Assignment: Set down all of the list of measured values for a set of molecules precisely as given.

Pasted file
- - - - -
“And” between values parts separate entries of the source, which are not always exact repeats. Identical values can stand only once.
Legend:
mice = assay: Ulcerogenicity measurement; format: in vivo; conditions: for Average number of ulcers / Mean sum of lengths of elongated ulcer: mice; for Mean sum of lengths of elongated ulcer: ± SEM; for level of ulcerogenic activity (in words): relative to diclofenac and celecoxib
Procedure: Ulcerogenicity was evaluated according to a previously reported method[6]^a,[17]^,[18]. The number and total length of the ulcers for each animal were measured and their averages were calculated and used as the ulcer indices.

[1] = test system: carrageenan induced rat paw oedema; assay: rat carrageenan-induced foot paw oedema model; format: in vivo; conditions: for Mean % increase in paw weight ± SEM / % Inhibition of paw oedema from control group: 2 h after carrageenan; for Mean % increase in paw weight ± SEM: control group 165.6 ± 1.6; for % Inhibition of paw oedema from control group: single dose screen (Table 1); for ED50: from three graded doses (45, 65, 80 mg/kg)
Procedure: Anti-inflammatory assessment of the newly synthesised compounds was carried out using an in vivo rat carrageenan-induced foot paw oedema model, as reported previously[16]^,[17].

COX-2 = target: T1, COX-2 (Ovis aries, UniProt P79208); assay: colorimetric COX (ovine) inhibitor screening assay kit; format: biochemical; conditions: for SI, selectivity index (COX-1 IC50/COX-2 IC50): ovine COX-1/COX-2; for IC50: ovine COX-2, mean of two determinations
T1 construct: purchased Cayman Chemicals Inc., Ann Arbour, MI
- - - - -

“And” between values parts separate entries of the source, which are not always exact repeats. Identical values can stand only once.
Legend:
mice = assay: Ulcerogenicity measurement; format: in vivo; conditions: for Average number of ulcers / Mean sum of lengths of elongated ulcer: mice; for Mean sum of lengths of elongated ulcer: ± SEM; for level of ulcerogenic activity (in words): relative to diclofenac and celecoxib
Procedure: Ulcerogenicity was evaluated according to a previously reported method[6]^a,[17]^,[18]. The number and total length of the ulcers for each animal were measured and their averages were calculated and used as the ulcer indices.

[1] = test system: carrageenan induced rat paw oedema; assay: rat carrageenan-induced foot paw oedema model; format: in vivo; conditions: for Mean % increase in paw weight ± SEM / % Inhibition of paw oedema from control group: 2 h after carrageenan; for Mean % increase in paw weight ± SEM: control group 165.6 ± 1.6; for % Inhibition of paw oedema from control group: single dose screen (Table 1); for ED50: from three graded doses (45, 65, 80 mg/kg)
Procedure: Anti-inflammatory assessment of the newly synthesised compounds was carried out using an in vivo rat carrageenan-induced foot paw oedema model, as reported previously[16]^,[17].

COX-2 = target: T1, COX-2 (Ovis aries, UniProt P79208); assay: colorimetric COX (ovine) inhibitor screening assay kit; format: biochemical; conditions: for SI, selectivity index (COX-1 IC50/COX-2 IC50): ovine COX-1/COX-2; for IC50: ovine COX-2, mean of two determinations
T1 construct: purchased Cayman Chemicals Inc., Ann Arbour, MI